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Nicholson / Tunkhannock Viaduct, Nicholson, PA - 2


The Great Lackawanna Bridge at Nicholson, Pa.
"An interesting collection of views of this immense structure
with additional views showing methods of construction."
J. E. Blain, Publisher, Thompson, Pa.


[Also known as the Tunkhannock Viaduct, the railroad bridge's construction was begun in May of 1912
and it was dedicated on November 6, 1915.]
(Click images to enlarge)
Views of the Great Lackawanna Bridge at Nicholson, Pa. Nineteen-fifteen Edition Side view of the bridge from hill overlooking the village of Nicholson, Pa. Steel forms upon which the arches are built. These forms, if put together upon the ground would span four average width city building lots.
Cable tower at Eastern end of the bridge. This temporary structure is 169 feet high and supports a weight of 170 tons. Rock cut at Eastern end of the bridge. 365,000 cubic yards of solid rock were removed at this point to avoid tunneling. Temporary suspension bridge over Tunkhannock creek for use of workmen.
4,000 feet of narrow gauge railroad make possible the quick transportation of all supplies needed in the construction of the bridge. 4 "dinky" engines and 14 flat cars comprise the rolling stock of this miniature railroad. Bucket trains waiting their turn at the concrete mixer. Each bucket holds two cubic yards of concrete, and when filled, are drawn to the bridge and elevated to the horizontal cables and then moved into position over the "forms" and lowered. They are emptied from the bottom. One of four engines operating the "sky railroad." All signals are given from "central" located at the foot of center tower. Up, Down, Forward or Back by telephone to the "direct connected" engineer, calls for the rapid and careful shifting of the six levers as shown.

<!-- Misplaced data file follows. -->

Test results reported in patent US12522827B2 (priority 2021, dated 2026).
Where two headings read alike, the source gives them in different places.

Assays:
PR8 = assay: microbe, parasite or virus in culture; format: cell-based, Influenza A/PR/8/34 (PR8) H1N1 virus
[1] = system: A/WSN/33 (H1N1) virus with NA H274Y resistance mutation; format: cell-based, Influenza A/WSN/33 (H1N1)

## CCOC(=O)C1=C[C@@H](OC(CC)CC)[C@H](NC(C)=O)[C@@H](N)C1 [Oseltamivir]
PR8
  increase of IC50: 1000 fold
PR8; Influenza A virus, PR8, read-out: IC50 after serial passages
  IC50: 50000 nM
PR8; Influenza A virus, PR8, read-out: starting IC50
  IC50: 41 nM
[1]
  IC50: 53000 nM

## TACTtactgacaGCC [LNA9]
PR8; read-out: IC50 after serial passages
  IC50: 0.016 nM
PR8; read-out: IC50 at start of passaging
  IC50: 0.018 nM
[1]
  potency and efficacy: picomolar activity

The Great Lackawanna Bridge, at Nicholson, Pa. 2,375 feet long. 240 feet high.
Construction work was started on this bridge May, 1912, by Flickwir & Bush Contractors. The first concrete was placed in January, 1913. An average force of 210 workmen has been constantly employed. This immense structure, the largest reinforced concrete bridge in the world, will be finished in August 1915.
One hundred and eighty-nine thousand barrels of Cement will be used in mixing the concrete and would require one thousand and ninety-three cars to haul it from the cement company's plant, and would make a train about fourteen miles long. The building of this structure of concrete, reinforced with steel will, for all time, stop adverse criticism of the durability of concrete.

Center tower supporting cables of the "sky railroad." All construction material and the employees are elevated at this point and carried along cable to destination. This tower is 300 feet hight. Arch over Main Street, Nicholson, Pa. Some idea of the immensity of this bridge may be gained by comparing the heighth of the two story house with the top of the structure.
1. Cross X shows location of telephone "central." 3. Employees elevator. The car will hold 20 men. 2. "Central." The operator controls 100 horse power. 4. "Clam shell" bucket moving crushed stone. 1. Last pier under construction. About 20 feet of pier finished March 11, 1915. 92 feet below surface this mass of concrete rests on solid bed rock. 2. "Clam shell" bucket filling in excavation around the unfinished pier. A mass of frozen quicksand is shown in the jaws of the bucket. 3. Mr. W. C. Ritner, Superintendent of Construction. The little army under Mr. Ritner's supervision is erecting a monument to twentieth century progress as enduring as the Pyramids of Egypt. 4. The two extremes of bridge construction. A forcible illustration of the meaning of the words "temporary" and "permanent."
1. Reinforcing steel store house. 2. One of the temporary homes of Italian workmen.
3. Office of Flickwir & Bush, Contractors. 4. One of 15 hoisting engines employed on the work.

The text and images on this page may by saved for personal research, but may not be published in any form, including copied to another web site, without specific permission. All scans copyrighted by Susan Carter White Pieroth 2007.
1915 Article in Popular Mechanics
1915 Article in Railway Review

Construction Photographs
Postcards

Susan Carter White Pieroth 2007
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